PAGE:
The McMurdo Library

Clanging and crashing from the weight room, Latin or hip-hop music or a tuba from the laundry room; the screeching and squealing of an air compressor; water dripping into empty food service cans. Such is the ambiance of the McMurdo Library. If you are lucky, you can hear all these sounds at once, although the dripping water is often drowned out by the cacophony of other sounds. Located between the laundry room and weight room in the rear of building 155 (the main dorm and galley building), the McMurdo Library is a surprisingly peaceful and relaxing place to be. The noise from outside the library provides more of a laugh than an annoyance. Inside, people are generally quiet and the surroundings provide for a nice place to relax. In addition to volunteering, I spend a great deal of free time here. To me, it is time better spent than sitting in the bars. Not that there is anything wrong with sitting in bars.

Library Open

The library has over 8,000 books available for checking out. There is a specific section of Antarctic and Arctic books, as well as a section of travel guides. The library also includes a typical reference section in addition to a reference section specifically related to Antarctica. Books on tape and CD are available as are hundreds of music CDs. Patrons check out books by filling out the little card in the back of the book. The library volunteer then enters the information into a spreadsheet. Books are due back in three weeks. The whole thing functions on the honor system really. There are no fines for returning books late as sometimes it is impossible to return them on time. People take books out and then go to the Pole or remote field camps. The three book limit is also overlooked on occassion. Not that I would ever bend the rules when volunteering. Rules are rules!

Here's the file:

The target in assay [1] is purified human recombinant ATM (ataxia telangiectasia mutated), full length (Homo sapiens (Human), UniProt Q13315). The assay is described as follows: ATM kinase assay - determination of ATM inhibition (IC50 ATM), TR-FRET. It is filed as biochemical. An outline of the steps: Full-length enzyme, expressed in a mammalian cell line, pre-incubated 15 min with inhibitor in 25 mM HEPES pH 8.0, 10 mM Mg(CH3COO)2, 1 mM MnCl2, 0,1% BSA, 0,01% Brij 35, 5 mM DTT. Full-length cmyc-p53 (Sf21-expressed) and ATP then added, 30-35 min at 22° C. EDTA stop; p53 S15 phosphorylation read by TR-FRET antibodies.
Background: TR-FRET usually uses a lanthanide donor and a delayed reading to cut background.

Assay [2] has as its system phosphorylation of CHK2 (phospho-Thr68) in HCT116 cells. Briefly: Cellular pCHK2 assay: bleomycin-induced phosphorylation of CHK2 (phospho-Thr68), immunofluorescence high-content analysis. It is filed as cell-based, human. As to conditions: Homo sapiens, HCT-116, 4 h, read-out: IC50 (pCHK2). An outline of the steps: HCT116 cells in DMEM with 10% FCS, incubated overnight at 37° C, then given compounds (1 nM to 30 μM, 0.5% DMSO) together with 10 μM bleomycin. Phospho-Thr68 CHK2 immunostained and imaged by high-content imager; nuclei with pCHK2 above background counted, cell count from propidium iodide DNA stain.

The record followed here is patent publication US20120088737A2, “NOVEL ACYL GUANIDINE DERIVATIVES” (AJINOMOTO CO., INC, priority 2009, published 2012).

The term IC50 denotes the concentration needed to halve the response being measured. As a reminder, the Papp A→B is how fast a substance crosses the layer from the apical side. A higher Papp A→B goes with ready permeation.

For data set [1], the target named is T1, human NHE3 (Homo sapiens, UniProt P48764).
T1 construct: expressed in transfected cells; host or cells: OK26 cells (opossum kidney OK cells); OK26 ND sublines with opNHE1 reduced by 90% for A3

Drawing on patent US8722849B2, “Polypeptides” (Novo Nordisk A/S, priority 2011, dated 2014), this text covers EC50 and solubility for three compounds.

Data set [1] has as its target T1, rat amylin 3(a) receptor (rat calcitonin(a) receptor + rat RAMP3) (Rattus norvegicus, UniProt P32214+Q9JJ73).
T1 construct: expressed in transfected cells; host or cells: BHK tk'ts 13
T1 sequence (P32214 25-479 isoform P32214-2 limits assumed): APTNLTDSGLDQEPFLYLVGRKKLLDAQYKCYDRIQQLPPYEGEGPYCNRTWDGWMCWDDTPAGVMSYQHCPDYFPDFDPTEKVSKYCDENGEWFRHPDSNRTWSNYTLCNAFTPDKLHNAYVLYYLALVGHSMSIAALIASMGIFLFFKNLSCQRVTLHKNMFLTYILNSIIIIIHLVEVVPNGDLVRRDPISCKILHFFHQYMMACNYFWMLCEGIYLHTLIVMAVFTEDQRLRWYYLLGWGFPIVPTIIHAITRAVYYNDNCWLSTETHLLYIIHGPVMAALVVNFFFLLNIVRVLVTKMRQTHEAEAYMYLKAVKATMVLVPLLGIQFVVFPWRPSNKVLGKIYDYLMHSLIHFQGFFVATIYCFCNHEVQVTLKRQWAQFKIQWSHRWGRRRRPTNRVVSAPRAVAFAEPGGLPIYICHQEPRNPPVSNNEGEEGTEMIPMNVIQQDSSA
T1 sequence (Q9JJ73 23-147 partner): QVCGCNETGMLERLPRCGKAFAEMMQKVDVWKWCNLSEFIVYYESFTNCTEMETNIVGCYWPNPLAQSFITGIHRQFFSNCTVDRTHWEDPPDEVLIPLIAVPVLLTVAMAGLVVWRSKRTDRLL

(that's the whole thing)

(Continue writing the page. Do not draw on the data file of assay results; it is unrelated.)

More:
Entering the McMurdo Station Library.

Entering the McMurdo Station Library.

The book catalog is rather diverse. While most of the books are newer, especially fiction, some of the books appear to be from when the station was first built. There are several copies of the complete Harry Potter series, the latest John Grisham, Stephen King, James Patterson, Janet Evanovich and other popular writers. The non-fiction sections are also well-stocked with history, geography, science and the like. There is also plenty of classic literature from Shakespeare to Chekhov to James Joyce and many others. For some reason there are several tomes on urology, including a three volume set of over 2,800 pages. Travel books and guides are very popular here as many people engage in fascinating trips after they leave the ice.

Library Rear

The view from the back of the library looking toward the front.

Throughout the library are pieces of art created by McMurdo residents. Paintings and drawings, ceramics and artwork made from wire, pipe and other materials, including a dragon. There are also some fake plants, which are rather comforting, given the fact that there are no real plants anywhere on the continent other than some mosses and lichen.